If the immigration proposal is approved, it seems reasonable to assume that immigrants, with time, will earn the right to vote. Furthermore, I assume that immigrants remain in the host country forever. For simplicity, I consider the procedure of the liberalization of labor in two stages, where I assume that there exists population growth in the origin country of immigrants. Thus, the labor force in the second period in the origin country is
The nature of the immigration proposal is different from the static game. Now, the median voter has the option to accept fewer immigrants than the volume of immigrants needed to achieve FPE in the first stage in order to preserve her political dominance in the second period. In other words, she can impose quotas on immigration in the first period. In the second period, the immigration proposal is reevaluated by a new, poorer median voter. In this period, the median voter only decides on whether to accept or reject the volume of immigrants that assures FPE in both countries. In other words, in this dynamic setting,
The voters are fully aware that they may lose their political influence in the second period. Consequently, I show in the following analysis that voters’ preferences over continuous immigration depend on their initial capital ownership, the volume of immigrants accepted in the first period, the volume of immigrants willing to move in the second period in order to achieve FPE and on voters’ future discounting factor. 17 To illustrate this, consider a host country with a capital-rich median voter. She fully acknowledges the fact that admitting immigrants will increase her income. However, in the second period, this flow of immigrants will increase the political influence of the workers. This could lead to a rejection of the immigration proposal in the second period because the new and poorer median voters may vote against immigration. Thus, the old median voter, in the first period, votes to maximize her aggregate utility subject to her income level and her influence on the future political power. I formalize the voter’s behavior toward immigration in this dynamic setting in the following sections.
4.1 Dynamics under Perfect Competition
In this section, both goods are produced under perfect competition. The forward-looking median voter solves the following problem: 18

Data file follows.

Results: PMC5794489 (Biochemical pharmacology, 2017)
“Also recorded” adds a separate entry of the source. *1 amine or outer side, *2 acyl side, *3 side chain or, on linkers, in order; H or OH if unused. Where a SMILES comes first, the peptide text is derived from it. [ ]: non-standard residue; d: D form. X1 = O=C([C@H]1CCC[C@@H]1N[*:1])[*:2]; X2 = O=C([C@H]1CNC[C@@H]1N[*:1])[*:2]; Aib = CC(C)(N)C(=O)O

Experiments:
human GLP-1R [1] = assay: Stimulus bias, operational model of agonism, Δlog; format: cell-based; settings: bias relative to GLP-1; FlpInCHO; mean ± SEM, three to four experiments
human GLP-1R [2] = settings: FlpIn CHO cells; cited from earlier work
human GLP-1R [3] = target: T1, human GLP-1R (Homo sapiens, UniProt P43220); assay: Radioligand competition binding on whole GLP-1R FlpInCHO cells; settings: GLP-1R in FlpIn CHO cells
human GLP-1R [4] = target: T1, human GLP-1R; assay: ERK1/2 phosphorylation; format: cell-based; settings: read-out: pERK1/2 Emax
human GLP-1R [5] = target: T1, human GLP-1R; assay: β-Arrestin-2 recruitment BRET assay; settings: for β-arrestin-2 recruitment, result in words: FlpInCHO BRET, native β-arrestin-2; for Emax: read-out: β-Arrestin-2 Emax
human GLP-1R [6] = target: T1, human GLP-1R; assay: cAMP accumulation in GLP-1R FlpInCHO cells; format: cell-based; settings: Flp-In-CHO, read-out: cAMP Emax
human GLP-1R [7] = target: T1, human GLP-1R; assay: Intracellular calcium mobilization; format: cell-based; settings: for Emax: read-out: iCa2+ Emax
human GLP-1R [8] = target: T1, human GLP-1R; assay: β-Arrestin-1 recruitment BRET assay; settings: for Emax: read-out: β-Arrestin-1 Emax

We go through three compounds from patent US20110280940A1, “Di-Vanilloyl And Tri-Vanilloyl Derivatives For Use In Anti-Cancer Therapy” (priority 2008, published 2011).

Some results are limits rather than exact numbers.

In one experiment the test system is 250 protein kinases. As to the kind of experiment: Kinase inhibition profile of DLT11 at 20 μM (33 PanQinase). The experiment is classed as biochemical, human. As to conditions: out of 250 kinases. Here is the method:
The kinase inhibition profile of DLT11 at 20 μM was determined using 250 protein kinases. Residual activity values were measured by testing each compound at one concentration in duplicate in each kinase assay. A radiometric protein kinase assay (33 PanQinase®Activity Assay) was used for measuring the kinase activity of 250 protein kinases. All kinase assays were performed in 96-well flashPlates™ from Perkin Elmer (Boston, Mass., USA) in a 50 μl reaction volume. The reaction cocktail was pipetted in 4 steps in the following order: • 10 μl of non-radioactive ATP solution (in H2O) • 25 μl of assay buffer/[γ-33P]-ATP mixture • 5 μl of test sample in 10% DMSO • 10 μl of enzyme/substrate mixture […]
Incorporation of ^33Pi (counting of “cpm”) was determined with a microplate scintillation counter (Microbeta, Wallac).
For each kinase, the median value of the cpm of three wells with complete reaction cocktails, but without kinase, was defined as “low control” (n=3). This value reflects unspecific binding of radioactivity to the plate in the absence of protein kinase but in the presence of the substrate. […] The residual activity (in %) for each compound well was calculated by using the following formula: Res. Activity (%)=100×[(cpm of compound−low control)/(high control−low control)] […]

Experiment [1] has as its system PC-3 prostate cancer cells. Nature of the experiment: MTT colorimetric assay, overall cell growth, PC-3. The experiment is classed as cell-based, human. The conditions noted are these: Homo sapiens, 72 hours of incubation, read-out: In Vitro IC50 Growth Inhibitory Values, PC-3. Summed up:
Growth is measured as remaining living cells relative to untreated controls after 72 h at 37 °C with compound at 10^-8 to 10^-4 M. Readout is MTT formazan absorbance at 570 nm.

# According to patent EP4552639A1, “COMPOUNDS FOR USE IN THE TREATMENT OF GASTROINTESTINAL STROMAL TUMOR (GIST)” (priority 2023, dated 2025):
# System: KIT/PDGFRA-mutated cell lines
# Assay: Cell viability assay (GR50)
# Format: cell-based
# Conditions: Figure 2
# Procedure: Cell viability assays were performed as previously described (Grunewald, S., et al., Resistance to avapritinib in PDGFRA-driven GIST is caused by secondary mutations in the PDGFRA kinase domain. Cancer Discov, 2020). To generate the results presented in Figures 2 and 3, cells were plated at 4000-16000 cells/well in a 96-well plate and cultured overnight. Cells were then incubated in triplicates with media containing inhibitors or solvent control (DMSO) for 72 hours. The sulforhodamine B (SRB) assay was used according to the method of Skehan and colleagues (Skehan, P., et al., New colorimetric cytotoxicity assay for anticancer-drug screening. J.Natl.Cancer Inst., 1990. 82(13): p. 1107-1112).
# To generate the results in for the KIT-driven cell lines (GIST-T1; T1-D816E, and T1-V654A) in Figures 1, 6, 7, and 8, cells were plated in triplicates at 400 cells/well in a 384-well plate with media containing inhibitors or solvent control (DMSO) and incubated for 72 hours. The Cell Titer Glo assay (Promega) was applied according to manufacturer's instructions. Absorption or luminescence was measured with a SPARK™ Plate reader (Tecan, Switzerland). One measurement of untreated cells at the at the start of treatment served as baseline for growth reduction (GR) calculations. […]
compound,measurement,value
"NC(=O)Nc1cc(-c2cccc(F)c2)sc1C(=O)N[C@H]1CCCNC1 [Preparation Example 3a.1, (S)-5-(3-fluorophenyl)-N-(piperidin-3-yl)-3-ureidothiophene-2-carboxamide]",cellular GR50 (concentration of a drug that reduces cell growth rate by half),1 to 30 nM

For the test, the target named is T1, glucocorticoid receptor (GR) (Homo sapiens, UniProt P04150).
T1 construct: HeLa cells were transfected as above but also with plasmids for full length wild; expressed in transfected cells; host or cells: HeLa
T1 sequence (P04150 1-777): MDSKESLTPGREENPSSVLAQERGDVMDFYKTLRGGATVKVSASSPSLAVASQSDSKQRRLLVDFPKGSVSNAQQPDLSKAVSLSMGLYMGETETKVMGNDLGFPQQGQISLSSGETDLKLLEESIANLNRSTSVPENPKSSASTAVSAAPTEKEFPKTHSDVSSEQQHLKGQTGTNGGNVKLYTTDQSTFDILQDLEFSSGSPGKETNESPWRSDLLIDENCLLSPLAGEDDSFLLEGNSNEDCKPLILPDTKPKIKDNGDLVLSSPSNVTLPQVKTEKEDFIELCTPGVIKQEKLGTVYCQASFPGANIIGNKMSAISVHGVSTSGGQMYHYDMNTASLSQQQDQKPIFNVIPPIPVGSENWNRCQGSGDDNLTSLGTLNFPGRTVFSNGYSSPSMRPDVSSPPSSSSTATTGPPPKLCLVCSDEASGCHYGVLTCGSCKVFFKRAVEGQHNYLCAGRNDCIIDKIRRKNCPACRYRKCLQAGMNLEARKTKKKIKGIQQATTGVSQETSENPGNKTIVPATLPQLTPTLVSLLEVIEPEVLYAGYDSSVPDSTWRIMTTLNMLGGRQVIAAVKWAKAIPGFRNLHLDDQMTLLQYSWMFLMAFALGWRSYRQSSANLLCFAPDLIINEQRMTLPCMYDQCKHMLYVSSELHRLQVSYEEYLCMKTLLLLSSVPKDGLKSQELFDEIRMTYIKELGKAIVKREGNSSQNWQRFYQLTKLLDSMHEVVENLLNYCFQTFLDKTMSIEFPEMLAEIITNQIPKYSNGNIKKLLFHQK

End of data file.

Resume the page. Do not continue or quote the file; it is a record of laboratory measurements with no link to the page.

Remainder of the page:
- a)Under perfect competition, the forward-looking median voter will impose no quotas on immigration if either set of the following inequalities described by 1 or 2 are true, where the equal sign is valid only when
- b)The forward-looking median voter will impose immigration quotas in the first period when
, or , where the immigration quotas will be lower, the lower is , and/or the higher is .
In part (a) of Proposition 4, the first inequality of 1 implies that there are no quotas on immigration in the first period because a very patient forward-looking median voter, who values her future expected utility immensely, will support immigration in the second period where all voters benefit from the price effect
The first inequality of part 2 shows that the forward-looking median voter will accept the exact volume of immigrants (
Part (b) of Proposition 4 states that under certain values of the discounting factor, or the share of potential immigrants to host country’s labor force in the second period, the forward-looking median voter imposes a quota on immigration in the first period in order to preserve her political dominance in the second period. Thus, she is assured that the new median voter will accept the immigration proposal in the second period. Therefore, the imposition of the immigration quotas will prevent the achievement of FPE in the first period, but will guarantee the existence of FPE in the second period. Furthermore, part (b) of Proposition 4 also implies that the richer the forward-looking median voter is, the lower the level of the quota imposed on immigration in the first period because the median voter is more likely to retain control over the future immigration proposal despite the naturalization of immigrants who were accepted in the first period. 20
4.2 Dynamics under Monopolistic Competition
In this section, the capital-intensive differentiated goods are produced in a monopolistic competitive environment, while the labor-intensive good is produced in a perfect competitive environment. The forward-looking median voter in the host country solves the following problem: